A Mixed Methods Analysis of a Single-Course Strategy to Integrate Technology Into PETE

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James D. Wyant University of the Pacific

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Emily M. Jones West Virginia University

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Sean M. Bulger West Virginia University

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In recent years increased attention has been placed on physical education teachers’ use of technology. To date little research has been disseminated regarding the strategies physical education teacher education (PETE) programs are employing to prepare preservice teacher’s to use technology. The purpose of this study was to examine the influence a technology course had on advancing change in preservice teachers. A mixed methods process involving qualitative and quantitative data collection was employed. Participants included 12 preservice teachers enrolled at a mid-Atlantic university. Data analysis revealed four dominant themes emerged from participant data: (1) Increased Technological and Technological Pedagogical Knowledge; (2) Persistent First- and Second-Order Barriers to Technology Use; (3) Necessity of Experiential and Hands-on Learning; and (4) Variation in Warrant for Technology Use. Findings illustrate strengths and limitations of a technology course in a preservice PETE program as well as its potential benefits and impediments to manifesting teacher change.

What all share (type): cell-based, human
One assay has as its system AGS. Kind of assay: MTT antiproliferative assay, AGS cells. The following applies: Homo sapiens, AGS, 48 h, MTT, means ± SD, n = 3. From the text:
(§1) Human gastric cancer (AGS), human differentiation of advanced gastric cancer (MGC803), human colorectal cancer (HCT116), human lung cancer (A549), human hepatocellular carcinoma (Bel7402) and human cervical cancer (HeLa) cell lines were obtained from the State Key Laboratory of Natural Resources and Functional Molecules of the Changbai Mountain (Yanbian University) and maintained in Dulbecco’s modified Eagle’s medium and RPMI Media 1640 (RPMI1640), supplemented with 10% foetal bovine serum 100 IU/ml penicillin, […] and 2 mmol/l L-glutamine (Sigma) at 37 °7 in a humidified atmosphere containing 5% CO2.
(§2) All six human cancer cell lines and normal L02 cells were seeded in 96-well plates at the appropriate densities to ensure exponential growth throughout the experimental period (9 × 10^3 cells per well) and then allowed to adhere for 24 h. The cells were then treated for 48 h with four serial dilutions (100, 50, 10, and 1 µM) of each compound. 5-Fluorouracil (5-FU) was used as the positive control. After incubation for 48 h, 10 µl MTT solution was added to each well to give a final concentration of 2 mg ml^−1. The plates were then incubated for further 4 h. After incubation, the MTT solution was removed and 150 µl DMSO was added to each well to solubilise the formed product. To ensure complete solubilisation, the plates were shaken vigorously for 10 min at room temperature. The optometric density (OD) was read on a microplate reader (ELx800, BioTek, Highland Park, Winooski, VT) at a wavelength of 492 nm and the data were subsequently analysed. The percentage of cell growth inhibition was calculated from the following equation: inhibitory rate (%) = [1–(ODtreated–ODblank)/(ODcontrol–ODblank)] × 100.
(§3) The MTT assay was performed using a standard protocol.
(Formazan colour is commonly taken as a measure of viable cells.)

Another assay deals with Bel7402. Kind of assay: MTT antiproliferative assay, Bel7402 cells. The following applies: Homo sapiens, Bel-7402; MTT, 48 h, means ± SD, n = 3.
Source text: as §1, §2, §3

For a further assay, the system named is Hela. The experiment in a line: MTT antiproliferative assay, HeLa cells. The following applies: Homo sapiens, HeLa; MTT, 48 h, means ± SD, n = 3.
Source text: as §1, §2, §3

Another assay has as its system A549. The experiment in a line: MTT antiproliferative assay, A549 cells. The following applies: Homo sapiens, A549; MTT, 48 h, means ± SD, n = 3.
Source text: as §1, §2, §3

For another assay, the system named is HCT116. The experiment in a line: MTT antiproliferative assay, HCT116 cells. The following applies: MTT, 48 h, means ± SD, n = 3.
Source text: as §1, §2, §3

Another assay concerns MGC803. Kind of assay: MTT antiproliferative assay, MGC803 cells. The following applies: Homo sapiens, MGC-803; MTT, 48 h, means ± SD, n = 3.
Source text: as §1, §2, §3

Wyant is with the Dept. of Health, Exercise, and Sport Sciences, University of the Pacific, Stockton, CA. Jones is with Coaching and Teaching Studies, West Virginia University, Morgantown, WV. Bulger is with the Dept. of Physical Education Teacher Education, West Virginia University, WV.

Address author correspondence to James Wyant at jwyant@pacific.edu.
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